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Sylvia is the leading nymph role, and Delibes created a gorgeous score, sometimes pillaged to add to other ballets, like Coppelia, for the ballet. Ashton created a version that is performed by the Royal Ballet and ABT. Mark Morris did a fantastic version for San Francisco Ballet in the mid '00's that was done for a second season, and his choreography for the nymphs was especially fine. (I've long wished for a revival and that PNB could acquire it - - I've cast it in my head many times - - but I don't think Morris' last collaboration with PNB went too well, and his name is hardly mentioned in any of the Q&A's anymore.)

I'd be grateful just to have it still around somewhere, so that I might scheme to see it.

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Helene, thank you for the information on "Sylvia" I haven't heard of it before and after your comment I found and was able to watch two short youtube videos. One was from the first act and the other was a number of short dances from a Royal Ballet production. It seems as you described it and I am looking to find a full length recording. I'm glad you commented since now I know of another ballet with mythological or enchanted beings.

To all, three of the mythological or enchanted beings are unique characters - Amor, Puck (Robin Goodfellow) and The Firebird. Amor is also known as Cupid or Eros and is male, although from what I've seen in the dream sequence of "Don Quixote" his role is danced by a woman. Amor, Cupid or Eros is generally depicted as a young boy, but is sometimes depicted as a young man. And I just learned that as Eros he plays a role in the ballet "Sylva."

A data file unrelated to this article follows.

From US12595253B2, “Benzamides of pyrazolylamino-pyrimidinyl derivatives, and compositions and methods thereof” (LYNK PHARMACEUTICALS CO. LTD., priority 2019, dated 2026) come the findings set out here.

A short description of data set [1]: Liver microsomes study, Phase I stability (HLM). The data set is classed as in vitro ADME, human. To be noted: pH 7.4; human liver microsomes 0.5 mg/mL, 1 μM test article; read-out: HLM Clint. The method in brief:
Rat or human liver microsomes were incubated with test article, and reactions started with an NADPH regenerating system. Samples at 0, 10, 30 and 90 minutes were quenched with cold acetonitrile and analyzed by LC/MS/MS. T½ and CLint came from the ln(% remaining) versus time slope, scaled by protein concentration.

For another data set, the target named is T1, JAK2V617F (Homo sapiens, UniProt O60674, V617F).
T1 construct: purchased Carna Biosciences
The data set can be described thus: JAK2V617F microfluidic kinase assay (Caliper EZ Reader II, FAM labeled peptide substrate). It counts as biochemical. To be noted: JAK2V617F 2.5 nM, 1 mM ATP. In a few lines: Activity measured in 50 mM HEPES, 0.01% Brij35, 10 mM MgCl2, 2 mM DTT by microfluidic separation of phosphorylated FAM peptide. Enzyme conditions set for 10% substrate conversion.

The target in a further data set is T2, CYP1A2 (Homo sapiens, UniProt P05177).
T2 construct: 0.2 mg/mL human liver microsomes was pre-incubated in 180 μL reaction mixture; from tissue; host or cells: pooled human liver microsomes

While different characters Puck reminds me of Amor in that I think of them both as being young and mischievous. I also associate Puck with the Greek god Pan, as well as with Peter Pan. In my opinion the best representation of Puck is the performance by Mickey Rooney (age 14) in the 1935 film "A Midsummer Night's Dream."

The third such being is The Firebird. She is from Russian folklore and instead of having a human form is in the form of a bird however, I feel she would get along very well with Fairies.

Tom,

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The Magical Snowflakes, the Dancing Flowers and Le Spectre de la Rose are somewhat difficult to categorize. Are they some type of mystical beings or are they just representations of objects that would not be expected to dance? In the ballet I see Le Spectre de la Rose to be not so much a representation of a Rose, but a representation of the young woman's pleasurable remembrance of the dance she just returned from. To me the dance of the Spectre is all about the young woman. In regard to the Flowers and Snowflakes of "The Nutcracker" ballet I am happy to see the dancers as representing some spiritual essence of those bits of nature. Perhaps this essence is a Fairy-like or Nymph-like spirit within those objects.